New Genre of Entertainment Emerges
with Animated Music Video Album

ANIMUSIC® has released a DVD series of amazing "virtual concerts" of never-before-seen and very imaginative instruments playing on their own. The video album is truly unique and defies categorization. It has been described as a cross between Toy Story and a Pink Floyd concert, and Close Encounters meets the New York Philharmonic.

Whatever the comparison, ANIMUSIC's content is an intricate melding of music and visuals that entertains viewers of all ages. And since the music is instrumental, language is not a barrier. ANIMUSIC videos have gained popularity around the globe, with a considerable following in Southeast Asia.

ANIMUSIC's founder Wayne Lytle is an award-winning pioneer of music animation. Lytle's animation and software skills have landed him work creating special effects for Hollywood feature films, including Starship Troopers and What Dreams May Come. But he has since found a deeper gratification in fusing his passions for music, animation, and software, and watching people's reactions. "The response we've been getting is just overwhelming," says Lytle, "and from such a diverse crowd: musicians, professors, teenagers, little kids, grandparents—I'm just blown away."

The ANIMUSIC disk includes multi-angle "solo-cams" allowing viewers to switch between individual instruments, an enlightening and entertaining full-length director's commentary, and over 250 production stills showing how the instruments and stages evolved. More sample video clips and still images can be seen at

Breakthrough Technology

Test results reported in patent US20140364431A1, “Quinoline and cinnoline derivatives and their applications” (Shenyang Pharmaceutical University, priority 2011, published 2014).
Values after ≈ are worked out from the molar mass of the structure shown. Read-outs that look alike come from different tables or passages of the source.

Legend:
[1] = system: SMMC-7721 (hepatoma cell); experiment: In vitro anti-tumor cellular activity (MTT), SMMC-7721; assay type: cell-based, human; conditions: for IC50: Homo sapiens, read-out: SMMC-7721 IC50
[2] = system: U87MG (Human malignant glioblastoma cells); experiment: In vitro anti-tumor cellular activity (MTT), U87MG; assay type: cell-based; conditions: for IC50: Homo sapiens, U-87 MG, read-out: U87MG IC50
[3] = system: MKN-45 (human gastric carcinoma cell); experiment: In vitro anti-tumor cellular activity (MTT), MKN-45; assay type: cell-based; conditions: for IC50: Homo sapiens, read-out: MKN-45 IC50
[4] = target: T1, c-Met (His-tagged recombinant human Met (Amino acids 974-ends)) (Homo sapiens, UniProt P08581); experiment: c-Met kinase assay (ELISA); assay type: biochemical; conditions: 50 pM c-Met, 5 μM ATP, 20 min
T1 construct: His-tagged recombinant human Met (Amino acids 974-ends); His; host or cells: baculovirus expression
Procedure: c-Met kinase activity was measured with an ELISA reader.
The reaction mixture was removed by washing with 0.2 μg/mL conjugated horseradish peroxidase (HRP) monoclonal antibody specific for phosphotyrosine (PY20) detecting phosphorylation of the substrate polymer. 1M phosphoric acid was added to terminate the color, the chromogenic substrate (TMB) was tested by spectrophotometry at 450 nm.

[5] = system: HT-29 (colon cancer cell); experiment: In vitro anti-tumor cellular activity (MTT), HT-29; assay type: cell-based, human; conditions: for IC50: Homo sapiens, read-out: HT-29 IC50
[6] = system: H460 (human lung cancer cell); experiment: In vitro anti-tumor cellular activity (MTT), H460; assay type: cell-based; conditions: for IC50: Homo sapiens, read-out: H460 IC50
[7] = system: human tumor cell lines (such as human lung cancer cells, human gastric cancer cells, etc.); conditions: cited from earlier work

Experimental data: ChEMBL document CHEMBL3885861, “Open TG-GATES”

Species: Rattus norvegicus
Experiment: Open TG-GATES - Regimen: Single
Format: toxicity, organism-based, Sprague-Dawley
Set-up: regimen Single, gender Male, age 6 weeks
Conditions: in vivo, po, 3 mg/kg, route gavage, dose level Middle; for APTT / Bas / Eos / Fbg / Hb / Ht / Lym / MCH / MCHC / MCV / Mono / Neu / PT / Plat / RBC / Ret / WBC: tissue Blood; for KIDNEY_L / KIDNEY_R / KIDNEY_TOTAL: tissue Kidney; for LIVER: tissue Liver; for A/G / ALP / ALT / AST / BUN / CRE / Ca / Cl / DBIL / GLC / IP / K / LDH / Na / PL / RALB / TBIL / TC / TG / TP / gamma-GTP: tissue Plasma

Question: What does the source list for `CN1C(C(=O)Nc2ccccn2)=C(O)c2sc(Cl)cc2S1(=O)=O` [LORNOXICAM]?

Wayne Lytle has created complex new software called MIDImotion that allows MIDI (Musical Instrument Digital Interface) data to drive the movement of graphical objects with extremely precise and realistic motion. In most animation work, the visual elements and sound are handled separately, and changing one often means substantial work to the other in order to keep the picture and sound synchronized. With MIDImotion, any change in the musical score will automatically update the corresponding graphical instrument motion, saving vast amounts of time and effort.

MIDImotion takes synchronized musical animation to new heights, resulting in exact note-for-note animation of music that far exceeds the musical correlation achieved by others, including animation giant Disney.


Lytle began to envision synchronizing music and animation with software in 1982. It wasn't until 1989 that he first began experimenting with music-driven computer animation. His first full multi-instrument music animation, More Bells and Whistles, premiered in the Electronic Theater at the computer graphics trade show SIGGRAPH in 1990. It has won numerous awards and has been screened in several different countries. In 1991 Lytle received an award from IBM for his early work in music animation.

In 1995 Lytle founded ANIMUSIC to realize his dream of producing original music animation content. Computer artist David Crognale joined him to begin their first project for a client. In 1998 ANIMUSIC began production on the video album DVD. Lytle designed the musical instruments and produced the music. He worked closely with Crognale to evolve the intricate details of the instrument and stage elements, which were modeled by Crognale. The entire project spanned three years.

For further information, contact Jeff Garrard, Media Relations USA (toll free) 866-692-6468.

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